Veterans Disability Info Blog

Understanding the Impact of Misdiagnosed Personality Disorders on VA Disability Claims

If you have a misdiagnosed condition and have applied for VA disability benefits, you may have the potential to appeal a denial. The anxiety VA rating that you receive, for example, determines whether you are eligible for VA-covered medical and mental health care, and potentially tax-free monthly payments. 

When an individual develops service-connected anxiety disorders such as General Anxiety Disorder (GAD) or PTSD (Post-Traumatic Stress Disorder), it is possible to qualify for up to 100 percent disability compensation, which generally includes tax-free monthly disability payments in excess of $3,000. The amount in monthly tax free payments that you are eligible to receive depends on the anxiety VA rating that you are assigned based upon the evidence submitted with your application or appeal. 

The amount you and your family could be entitled to depends upon your current diagnosis of anxiety or related service-connected condition. Additionally, your claim is impacted by the evidence you submit to link your current condition and symptoms to your qualifying active service. You must demonstrate how these symptoms impact your day-to-day life, and also your ability to maintain steady gainful employment. Working with one of the experienced VA disability lawyers from our VA benefits law firm supports the outcome of your appeal claim. If you are in the stage of filing your initial application, attorneys cannot charge you for related services, but you can receive free assistance from the VA. 

What are Anxiety Disorders? 

It is normal to feel occasional anxiety in response to the stress and difficulties of life. However, anxiety can develop into a disorder when the symptoms do not go away, or if they worsen in time and begin to get in the way of your daily activities including your performance in social and professional situations. There are many recognized anxiety disorders, including Generalized Anxiety Disorder (GAD), social anxiety disorder, panic disorder, in addition to phobia disorders. PTSD is classified by the VA as an anxiety-related disorder, although it has a separate application process than the one you would proceed through for your anxiety.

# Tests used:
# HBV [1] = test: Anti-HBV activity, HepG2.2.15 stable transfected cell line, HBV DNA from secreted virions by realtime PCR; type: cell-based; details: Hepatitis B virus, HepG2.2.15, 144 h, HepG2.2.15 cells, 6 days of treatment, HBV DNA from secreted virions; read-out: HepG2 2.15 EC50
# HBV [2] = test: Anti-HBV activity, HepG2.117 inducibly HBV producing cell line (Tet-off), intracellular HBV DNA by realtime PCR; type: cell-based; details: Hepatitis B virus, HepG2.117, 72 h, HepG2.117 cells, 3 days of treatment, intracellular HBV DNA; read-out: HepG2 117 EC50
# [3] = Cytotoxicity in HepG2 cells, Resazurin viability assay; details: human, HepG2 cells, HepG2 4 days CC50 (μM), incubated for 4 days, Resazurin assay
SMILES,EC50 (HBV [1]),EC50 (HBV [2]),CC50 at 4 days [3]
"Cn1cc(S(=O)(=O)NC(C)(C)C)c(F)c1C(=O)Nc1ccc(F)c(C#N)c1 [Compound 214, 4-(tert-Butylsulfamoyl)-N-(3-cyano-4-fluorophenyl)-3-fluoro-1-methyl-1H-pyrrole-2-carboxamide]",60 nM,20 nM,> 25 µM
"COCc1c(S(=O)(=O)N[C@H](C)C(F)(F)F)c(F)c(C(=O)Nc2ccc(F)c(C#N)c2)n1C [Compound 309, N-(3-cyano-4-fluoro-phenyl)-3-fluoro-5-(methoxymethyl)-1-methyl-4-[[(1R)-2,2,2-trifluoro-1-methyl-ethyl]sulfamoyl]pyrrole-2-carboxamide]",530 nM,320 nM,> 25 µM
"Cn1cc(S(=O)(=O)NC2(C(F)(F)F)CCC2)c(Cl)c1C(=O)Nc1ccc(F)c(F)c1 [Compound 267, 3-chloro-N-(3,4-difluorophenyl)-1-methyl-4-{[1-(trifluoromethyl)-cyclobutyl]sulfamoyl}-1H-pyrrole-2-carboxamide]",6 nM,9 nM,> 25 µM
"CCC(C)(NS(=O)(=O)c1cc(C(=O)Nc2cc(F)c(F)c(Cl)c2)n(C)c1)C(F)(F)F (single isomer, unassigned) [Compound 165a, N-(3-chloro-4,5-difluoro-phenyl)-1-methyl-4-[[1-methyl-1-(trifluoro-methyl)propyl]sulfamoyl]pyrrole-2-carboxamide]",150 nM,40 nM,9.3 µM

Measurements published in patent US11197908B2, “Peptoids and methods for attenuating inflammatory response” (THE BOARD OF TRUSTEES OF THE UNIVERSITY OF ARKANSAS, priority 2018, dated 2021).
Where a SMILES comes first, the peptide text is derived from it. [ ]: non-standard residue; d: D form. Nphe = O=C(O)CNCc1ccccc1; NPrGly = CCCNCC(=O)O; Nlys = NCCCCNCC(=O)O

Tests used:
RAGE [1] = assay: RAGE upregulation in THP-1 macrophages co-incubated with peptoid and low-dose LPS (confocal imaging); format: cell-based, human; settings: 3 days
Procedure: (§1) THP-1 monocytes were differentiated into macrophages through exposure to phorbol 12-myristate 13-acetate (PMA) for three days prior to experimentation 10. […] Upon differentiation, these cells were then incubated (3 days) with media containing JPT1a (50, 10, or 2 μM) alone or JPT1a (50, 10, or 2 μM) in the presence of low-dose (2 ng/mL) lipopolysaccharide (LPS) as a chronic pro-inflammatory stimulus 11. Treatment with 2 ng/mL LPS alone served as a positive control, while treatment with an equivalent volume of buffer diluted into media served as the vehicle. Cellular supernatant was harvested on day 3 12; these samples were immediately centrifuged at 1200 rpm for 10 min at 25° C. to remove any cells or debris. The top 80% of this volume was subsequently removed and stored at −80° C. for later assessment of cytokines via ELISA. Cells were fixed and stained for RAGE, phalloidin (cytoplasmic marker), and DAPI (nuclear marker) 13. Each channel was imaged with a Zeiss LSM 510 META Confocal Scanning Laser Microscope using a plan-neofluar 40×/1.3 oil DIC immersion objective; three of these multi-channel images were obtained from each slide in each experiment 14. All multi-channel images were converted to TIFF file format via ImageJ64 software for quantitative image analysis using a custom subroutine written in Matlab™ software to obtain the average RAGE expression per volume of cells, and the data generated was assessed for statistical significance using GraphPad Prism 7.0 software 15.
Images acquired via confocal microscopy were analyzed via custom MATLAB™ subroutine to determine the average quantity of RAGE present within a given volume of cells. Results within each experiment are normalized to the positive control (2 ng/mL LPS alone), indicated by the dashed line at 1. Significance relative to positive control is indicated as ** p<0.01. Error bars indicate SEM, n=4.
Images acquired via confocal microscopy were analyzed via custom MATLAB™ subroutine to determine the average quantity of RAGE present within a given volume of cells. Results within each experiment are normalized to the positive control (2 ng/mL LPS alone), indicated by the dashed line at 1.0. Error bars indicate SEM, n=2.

Generalized Anxiety Disorder (GAD) 

Persons experienced Generalized Anxiety Disorder (GAD) experience feelings of anxiety or dread that interfere with daily life. Symptoms of GAD can include the following:

  • Difficulty concentrating and making decisions
  • Difficulty trying to control feelings of anxiety or worry
  • Irritability and changes in emotions and behavior
  • Feeling restless or on edge
  • Easily being tired or fatigued without actual exertion
  • Issues falling asleep or staying asleep 

The causes of GAD can vary from worries linked to daily life to traumatic experiences from the past, and other concerns caused by outside sources, such as health problems. The VA covers conditions that are both primary and secondary. Primary conditions are those that were a direct result of an event, incident, or injury during qualifying active duty. A secondary condition is one that is secondary to a primary condition, for example if you develop GAD as a result of traumatic experiences that already have provided you with a VA disability rating for PTSD. GAD can be both a primary or a secondary condition, underlining the importance of receiving an accurate and complete medical diagnosis of your condition/s.